As a state with its own hazardous waste program, authorized by the US EPA under the authority of the Resource Conservation and Recovery Act (RCRA), Colorado may make its hazardous waste regulations more strict and more broad than the Federal rule. Colorado has done this in regards to its regulation of the Conditionally Exempt Small Quantity Generator (CESQG) status for hazardous waste. The purpose of this article is to explain the state-specific regulations of the Colorado Department of Public Health and Environment (CDPHE) applicable to a CESQG.
To begin with, you must be certain of your hazardous waste generator status. In this regard, the CDPHE regulations are the same as those of the US EPA. Pursuant to CDPHE regulations 6 CCR 1007-3 Section 261.5, a CESQG may generate no more than the following per calendar month:
- 100 kg of hazardous waste (≤100 kg/mo)
- 1 kg of acutely hazardous waste (≤1 kg/mo)
Not sure of your hazardous waste generator status?
In Colorado, a CESQG is excepted from most of the hazardous waste regulations (see below), but has three regulatory responsibilities remaining:
- Complete the hazardous waste determination for all waste generated.
- Never accumulate more than 1,000 kg (>1,000 kg) of hazardous waste or more than 1 kg (>1 kg) of acutely hazardous waste.
- Ensure wastes are ultimately treated or disposed of at a facility that is approved for that activity.
It is in the third requirement that CDPHE regulations divert from the Federal. In Colorado, the ultimate disposal of waste from a CESQG is limited in the following ways:
- A Colorado CESQG may not dispose or their hazardous waste on-site [6 CCR 1007-3 Sections 261.5(f)(3) & (g)(3)].
- Colorado solid waste regulations forbid the disposal of non-residential hazardous waste at Colorado solid waste landfills [6 CCR 1007-2 Section 2.1.2]. In other words:
- Hazardous waste generated by a business or government entity (ie. non-residential) can not be disposed of at a Colorado solid waste landfill; even if the generator is a CESQG.
- Residential hazardous waste (ie. Household Hazardous Waste) may be disposed of in a Colorado solid waste landfill. Check with the landfill for approval.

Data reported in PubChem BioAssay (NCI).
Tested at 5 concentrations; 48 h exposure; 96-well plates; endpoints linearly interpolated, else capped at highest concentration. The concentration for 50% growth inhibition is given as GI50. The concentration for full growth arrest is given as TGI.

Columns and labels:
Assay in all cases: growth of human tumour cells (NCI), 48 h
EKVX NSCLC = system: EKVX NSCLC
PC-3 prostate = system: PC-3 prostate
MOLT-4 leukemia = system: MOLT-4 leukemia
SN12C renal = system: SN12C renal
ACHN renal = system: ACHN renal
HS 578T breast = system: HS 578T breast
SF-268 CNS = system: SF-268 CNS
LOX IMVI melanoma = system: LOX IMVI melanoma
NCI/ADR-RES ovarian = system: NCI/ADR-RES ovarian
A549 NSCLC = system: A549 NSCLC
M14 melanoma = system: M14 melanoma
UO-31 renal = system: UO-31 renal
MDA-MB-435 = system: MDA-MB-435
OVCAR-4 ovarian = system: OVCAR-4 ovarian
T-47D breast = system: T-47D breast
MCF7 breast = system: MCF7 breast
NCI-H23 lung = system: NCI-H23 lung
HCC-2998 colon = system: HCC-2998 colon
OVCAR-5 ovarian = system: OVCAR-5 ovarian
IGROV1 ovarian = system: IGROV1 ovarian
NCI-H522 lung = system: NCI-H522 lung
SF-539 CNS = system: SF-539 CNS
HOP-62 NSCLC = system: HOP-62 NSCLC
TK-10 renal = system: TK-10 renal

- Hazardous waste generated by a CESQG (residential or non-residential) may be acceptable for disposal at a landfill outside the state of Colorado. Check with the landfill for approval.
- Hazardous waste generated by a non-residential CESQG must ultimately be sent to:
- A RCRA-permitted hazardous waste treatment, storage and disposal facility.
- A legitimate recycler of the waste.
- An out-of-state solid waste disposal facility that is authorized by its state to accept CESQG waste.
Wastes that are hazardous solely because they exhibit a characteristic of hazardous waste (ignitable, corrosive, reactive, or toxic) may be disposed of at a permitted CO solid waste facility if they have been treated to remove the characteristic.
In Colorado a CESQG is not subject to the following:
- US EPA site identification number.
- Hazardous waste codes.
- On-site accumulation time limits.
- Container management.
- Personnel training.
- Container labeling and marking.
- Closed container.
- A permit to treat their own hazardous waste on-site.
- Land Disposal Restrictions.
- The Emergency Preparedness and Prevention requirements of 40 CFR 265, Subpart C.
- The Contingency Plan and Emergency Procedures requirements of 40 CFR 265, Subpart D.
- Use of the Uniform Hazardous Waste Manifest for off-site shipments.
- Weekly inspections of containers.
- Biennial reporting.
CESQG “Common Sense”:
In addition to the regulations, common sense should guide a CESQG in their management of hazardous waste. Please consider the following actions that are not required by regulations:
- Hazardous wastes should be stored in tanks and/or containers that are in good condition, lacking any signs of damage or corrosion that could lead to leaks or spills.
- Tanks and/or containers should be labeled to identify the contents.
- Incompatible wastes should be stored separately or segregated in some way to prevent inadvertent mixing.
- Employees exposed to hazardous waste should receive training in the requirements of the regulations and the proper response in an emergency.
My Onsite Training is a great way to learn the regulations of your state (Colorado is not alone in having state-specific regulations) and how they apply to your operations. Not a Large Quantity Generator of hazardous waste? Then I won’t spend any time talking about the requirements of an LQG. Are your operations limited to Colorado? Then I won’t spend any time talking about the regulations in Texas or Wisconsin.
Contact me for the Onsite Training you need to maintain compliance with both state and Federal regulations.
Daniels Training Services